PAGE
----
It’s an industry fact that 60 to 70percent of expenses for call center operations are associated directly with labor. Furthermore, the recruitment and retention of quality agents is the number one challenge facing call centers employers. It’s no surprise that the best call centers hire the most qualified agents, avoid turnover and improve their employees’ performances by staffing the work environment with other highly qualified employees.
Great call center agents cannot only do a good job for you, but also serve as role models for others and help train them to perform better. Fortunately, hiring the best doesn’t have to be hit or miss. With careful planning, your call center can be staffed with the finest agent personnel available. Following are a few tips on improving agent selection and performance:
Develop a hiring plan. Your plan doesn’t have to be electronic or Web-based, but it does need to be documented so you can track and measure results and modify your processes as needed.
Source applicants carefully. When candidates contact a recruiting agency directly, in response to employment advertising, one plan of action is to capture the advertising source, track the frequency response rate, measure the response quality and use these results as the basis for future ad placement.
Tracking all sources, from traditional paid advertisements to referrals, is essential for accurate results. This strategy simplifies the question of where to place recruitment ads. You can also use software to help create, source, research past results, design, budget, place and track employment advertisement.
Screen candidates in person and over the phone. Effective screening and selection tools can reduce turnover by more than ten percent. These tools need to assess both the skill and the will to do the job. Skill-based assessment tools can evaluate customer service orientation while a live screening process can evaluate motivational fit by providing a realistic job preview. A preferable process would include a preliminary Web-based screening, a voice interview to evaluate “soft skills” and behavioral assessments.
Screen for both communication and keyboarding skills. A voice interview will assess communication skills, which is paramount for a call center position, as most call center jobs are phone jobs. Your company needs to determine how a potential hire presents himself or herself over the phone and how they would react in certain situations — for example, during a call from an angry customer. Keyboarding skills are also an important part of the position; the potential employee needs to be able to access records, remember information and key in phone or credit card numbers, if required.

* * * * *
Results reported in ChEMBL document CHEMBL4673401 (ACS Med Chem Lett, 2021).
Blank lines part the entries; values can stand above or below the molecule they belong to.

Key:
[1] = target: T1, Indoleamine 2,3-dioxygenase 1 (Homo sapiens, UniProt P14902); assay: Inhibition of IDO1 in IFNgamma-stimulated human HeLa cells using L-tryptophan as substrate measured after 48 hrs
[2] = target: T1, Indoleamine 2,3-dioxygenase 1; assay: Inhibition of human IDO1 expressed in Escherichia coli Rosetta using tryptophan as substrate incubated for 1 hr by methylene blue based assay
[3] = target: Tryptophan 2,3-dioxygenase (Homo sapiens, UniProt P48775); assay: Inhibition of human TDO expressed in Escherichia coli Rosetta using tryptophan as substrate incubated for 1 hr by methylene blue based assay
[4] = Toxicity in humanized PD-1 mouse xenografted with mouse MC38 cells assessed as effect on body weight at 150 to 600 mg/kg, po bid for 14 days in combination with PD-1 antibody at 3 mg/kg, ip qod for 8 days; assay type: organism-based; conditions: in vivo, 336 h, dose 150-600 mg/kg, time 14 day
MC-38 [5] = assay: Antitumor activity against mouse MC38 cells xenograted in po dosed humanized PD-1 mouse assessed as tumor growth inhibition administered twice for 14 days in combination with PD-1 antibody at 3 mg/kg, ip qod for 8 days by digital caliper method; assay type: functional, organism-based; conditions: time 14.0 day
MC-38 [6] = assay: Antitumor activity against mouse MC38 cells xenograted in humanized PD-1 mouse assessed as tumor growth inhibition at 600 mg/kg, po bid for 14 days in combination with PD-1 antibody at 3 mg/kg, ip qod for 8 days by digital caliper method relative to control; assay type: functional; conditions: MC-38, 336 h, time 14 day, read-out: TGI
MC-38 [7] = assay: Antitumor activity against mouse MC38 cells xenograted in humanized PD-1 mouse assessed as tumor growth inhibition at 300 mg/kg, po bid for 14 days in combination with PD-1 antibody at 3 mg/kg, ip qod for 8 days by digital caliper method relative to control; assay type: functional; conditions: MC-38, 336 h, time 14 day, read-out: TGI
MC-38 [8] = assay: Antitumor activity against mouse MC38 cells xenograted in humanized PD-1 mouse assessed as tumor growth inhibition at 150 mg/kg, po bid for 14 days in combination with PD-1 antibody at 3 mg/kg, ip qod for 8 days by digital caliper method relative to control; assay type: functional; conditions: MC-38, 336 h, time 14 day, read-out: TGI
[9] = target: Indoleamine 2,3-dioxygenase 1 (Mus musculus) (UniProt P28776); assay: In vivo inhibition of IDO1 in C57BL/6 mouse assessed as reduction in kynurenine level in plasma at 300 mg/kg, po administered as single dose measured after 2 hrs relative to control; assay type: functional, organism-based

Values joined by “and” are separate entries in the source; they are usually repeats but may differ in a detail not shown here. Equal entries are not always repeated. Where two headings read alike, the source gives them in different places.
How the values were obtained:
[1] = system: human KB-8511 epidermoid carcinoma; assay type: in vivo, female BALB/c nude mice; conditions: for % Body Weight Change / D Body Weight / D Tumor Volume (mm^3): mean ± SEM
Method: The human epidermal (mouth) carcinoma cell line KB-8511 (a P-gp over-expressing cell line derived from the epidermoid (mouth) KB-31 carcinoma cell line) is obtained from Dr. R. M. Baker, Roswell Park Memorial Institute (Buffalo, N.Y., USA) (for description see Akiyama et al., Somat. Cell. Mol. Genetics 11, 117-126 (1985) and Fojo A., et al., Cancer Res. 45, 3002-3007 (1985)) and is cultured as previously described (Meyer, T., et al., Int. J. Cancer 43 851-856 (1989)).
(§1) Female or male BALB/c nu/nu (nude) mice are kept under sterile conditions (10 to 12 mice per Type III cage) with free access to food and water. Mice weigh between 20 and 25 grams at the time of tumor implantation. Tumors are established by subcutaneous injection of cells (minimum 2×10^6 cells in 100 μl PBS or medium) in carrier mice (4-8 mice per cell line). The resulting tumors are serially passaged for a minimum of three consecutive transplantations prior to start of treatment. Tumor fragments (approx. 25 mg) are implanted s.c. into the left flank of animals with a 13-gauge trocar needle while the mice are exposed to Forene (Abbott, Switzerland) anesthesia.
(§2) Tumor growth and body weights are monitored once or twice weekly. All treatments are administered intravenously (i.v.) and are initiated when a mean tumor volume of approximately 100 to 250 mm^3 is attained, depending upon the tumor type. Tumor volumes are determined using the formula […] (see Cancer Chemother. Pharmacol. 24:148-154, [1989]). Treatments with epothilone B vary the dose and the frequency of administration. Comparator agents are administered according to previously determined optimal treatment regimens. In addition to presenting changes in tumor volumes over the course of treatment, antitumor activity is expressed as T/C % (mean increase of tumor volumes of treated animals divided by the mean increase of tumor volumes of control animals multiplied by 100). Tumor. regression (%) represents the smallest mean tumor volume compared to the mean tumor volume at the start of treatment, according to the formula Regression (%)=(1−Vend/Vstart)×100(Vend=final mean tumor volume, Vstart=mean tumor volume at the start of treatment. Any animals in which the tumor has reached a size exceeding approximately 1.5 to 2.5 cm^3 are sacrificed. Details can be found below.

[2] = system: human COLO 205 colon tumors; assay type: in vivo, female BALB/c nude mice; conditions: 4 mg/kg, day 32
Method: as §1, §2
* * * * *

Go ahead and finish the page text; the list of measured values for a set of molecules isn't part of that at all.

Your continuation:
Have an objective, consistent interview process. Be as objective and consistent as possible during the interview process to reduce or eliminate variables — and stay within equal opportunity hiring guidelines. It’s important to use scripts to develop a quantitative scoring mechanism to determine an applicant’s presentation skills, confidence and other important “soft skills” necessary to be a good call center employee.
In addition, a consistent process can be replicated, allowing more employees to interview potential candidates. In any hiring situation the responsibility for hiring and processing all candidates shouldn’t fall on one person — in fact, existing call center employees are often a part of the process.
Study your best performers. Interviewing and studying the best existing call center employees, to ascertain how they perform their jobs and what characterizes an ideal hire, offers a hiring method based on proven results. In general every call center is different and every company is different, so you need to develop your ideal hire based on your company’s unique culture.
Experience trumps education One challenge of a call center job is its repetitive nature — a person is talking to people all day, perhaps in a cubicle or similar environment. The best way to determine if someone will be happy in a call center is to know if they have held the job before. It’s a unique job and not every person is cut out for it — which is why experience is more important than education in determining job happiness and success.
Hire an extrovert. The employee needs to be someone who enjoys talking to people.
Be realistic about the job. It is important to prepare your applicant and explain the good, the bad and the ugly to candidates about call center jobs. Applicants should not enter a call center with rose-colored glasses, only to quit days later out of frustration. Qualified candidates are allowed to come into our call center and shadow employees to see what atypical workday is like so they will know what their job entails and what is expected of them.
Hire quickly. Studies show that an hourly worker is on the market for no more than five days, so if you are hiring hourly employees your process needs to be shorter than that time window. In addition, a typical candidate might have more than one job opportunity. By having a quick but efficient hiring process in place, your company will gain the best employees and eliminate it from being the second choice. It also keeps your costs down because you aren’t engaged in “sweetening the pot” to encourage potential candidates to work for your company versus another.
Know the job. The rule of thumb across industries is that your interviewer should be someone who has done the job, knows what it entails and is a good employee. If your company adheres to these general rules, you will greatly enhance your chances of improving your agent selection, performance and retention.
— Denise Foy is president of PeopleScout ,a Chicago-based candidate processing firm that specializes in high-volume recruitment for major companies in the transportation, retail, telecommunications and finance industries.